10 essential performance tips for MySQL

From workload profiling to the three rules of indexing, these expert insights are sure to make your MySQL servers scream

By Baron Schwartz, InfoWorld |  Software, databases, MySQL

On the query side, instead of using LIMIT with offset, you can select one more row than you need, and when the user clicks the "next page" link, you can designate that final row as the starting point for the next set of results. For example, if the user viewed a page with rows 101 through 120, you would select row 121 as well; to render the next page, you'd query the server for rows greater than or equal to 121, limit 21.

MySQL performance tip No. 8: Save statistics eagerly, alert reluctantly

Monitoring and alerting are essential, but what happens to the typical monitoring system? It starts sending false positives, and system administrators set up email filtering rules to stop the noise. Soon your monitoring system is completely useless.

I like to think about monitoring in two ways: capturing metrics and alerting. It's very important to capture and save all the metrics you possibly can because you'll be glad to have them when you're trying to figure out what changed in the system. Someday, a strange problem will crop up, and you'll love the ability to point to a graph and show a change in the server's workload.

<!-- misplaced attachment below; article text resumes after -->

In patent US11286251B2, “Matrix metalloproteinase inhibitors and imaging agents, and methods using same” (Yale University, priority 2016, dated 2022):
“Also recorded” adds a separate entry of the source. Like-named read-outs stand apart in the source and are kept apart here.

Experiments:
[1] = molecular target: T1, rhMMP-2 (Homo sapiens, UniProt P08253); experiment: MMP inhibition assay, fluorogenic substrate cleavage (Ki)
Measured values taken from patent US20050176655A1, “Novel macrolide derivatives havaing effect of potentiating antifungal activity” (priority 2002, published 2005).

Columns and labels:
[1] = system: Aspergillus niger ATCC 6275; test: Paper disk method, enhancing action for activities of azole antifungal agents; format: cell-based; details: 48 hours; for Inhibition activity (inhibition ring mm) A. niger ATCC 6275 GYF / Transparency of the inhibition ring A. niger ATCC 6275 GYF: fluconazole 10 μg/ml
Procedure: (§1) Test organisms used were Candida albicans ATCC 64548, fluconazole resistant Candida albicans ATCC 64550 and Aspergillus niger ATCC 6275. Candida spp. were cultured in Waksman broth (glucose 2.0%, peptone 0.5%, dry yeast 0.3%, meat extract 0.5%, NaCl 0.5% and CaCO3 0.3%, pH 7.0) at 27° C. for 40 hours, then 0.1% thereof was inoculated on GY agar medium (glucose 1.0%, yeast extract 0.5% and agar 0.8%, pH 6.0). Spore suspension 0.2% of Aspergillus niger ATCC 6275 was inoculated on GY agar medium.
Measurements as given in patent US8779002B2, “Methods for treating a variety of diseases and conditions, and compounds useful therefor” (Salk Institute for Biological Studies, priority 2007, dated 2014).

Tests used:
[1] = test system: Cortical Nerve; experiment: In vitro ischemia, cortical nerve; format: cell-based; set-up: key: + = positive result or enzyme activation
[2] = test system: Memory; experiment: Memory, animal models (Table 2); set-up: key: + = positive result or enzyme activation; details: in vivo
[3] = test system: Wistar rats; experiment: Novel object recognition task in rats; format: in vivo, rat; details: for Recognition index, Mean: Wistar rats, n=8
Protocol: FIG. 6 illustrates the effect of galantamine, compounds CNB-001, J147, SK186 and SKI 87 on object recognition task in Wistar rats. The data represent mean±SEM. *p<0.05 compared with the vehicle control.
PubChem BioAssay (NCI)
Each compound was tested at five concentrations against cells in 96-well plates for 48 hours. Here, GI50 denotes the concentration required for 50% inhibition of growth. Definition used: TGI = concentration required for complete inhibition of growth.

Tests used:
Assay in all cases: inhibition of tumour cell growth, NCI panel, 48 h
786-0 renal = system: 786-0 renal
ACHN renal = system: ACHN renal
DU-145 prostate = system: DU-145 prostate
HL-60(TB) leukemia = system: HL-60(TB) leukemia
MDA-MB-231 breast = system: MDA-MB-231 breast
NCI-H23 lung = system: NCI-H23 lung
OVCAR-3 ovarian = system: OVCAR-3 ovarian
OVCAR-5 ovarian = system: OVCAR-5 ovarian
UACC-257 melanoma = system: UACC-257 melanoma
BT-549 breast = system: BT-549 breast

By contrast, there's a tendency to alert way too much. People often alert on things like the buffer hit ratio or the number of temporary tables created per second. The problem is that there is no good threshold for such a ratio. The right threshold is not only different from server to server, but from hour to hour as your workload changes.

As a result, alert sparingly and only on conditions that indicate a definite, actionable problem. A low buffer hit ratio isn't actionable, nor does it indicate a real issue, but a server that doesn't respond to a connection attempt is an actual problem that needs to be solved.

MySQL performance tip No. 9: Learn the three rules of indexing

Indexing is probably the most misunderstood topic in databases because there are so many ways to get confused about how indexes work and how the server uses them. It takes a lot of effort to really understand what's going on.

Indexes, when properly designed, serve three important purposes in a database server:

If you can design your indexes and queries to exploit these three opportunities, you can make your queries several orders of magnitude faster.

MySQL performance tip No. 10: Leverage the expertise of your peers

Don't try to go it alone. If you're puzzling over a problem and doing what seems logical and sensible to you, that's great. This will work about 19 times out of 20. The other time, you'll go down a rabbit hole that will be very costly and time-consuming, precisely because the solution you're trying seems to make a lot of sense.

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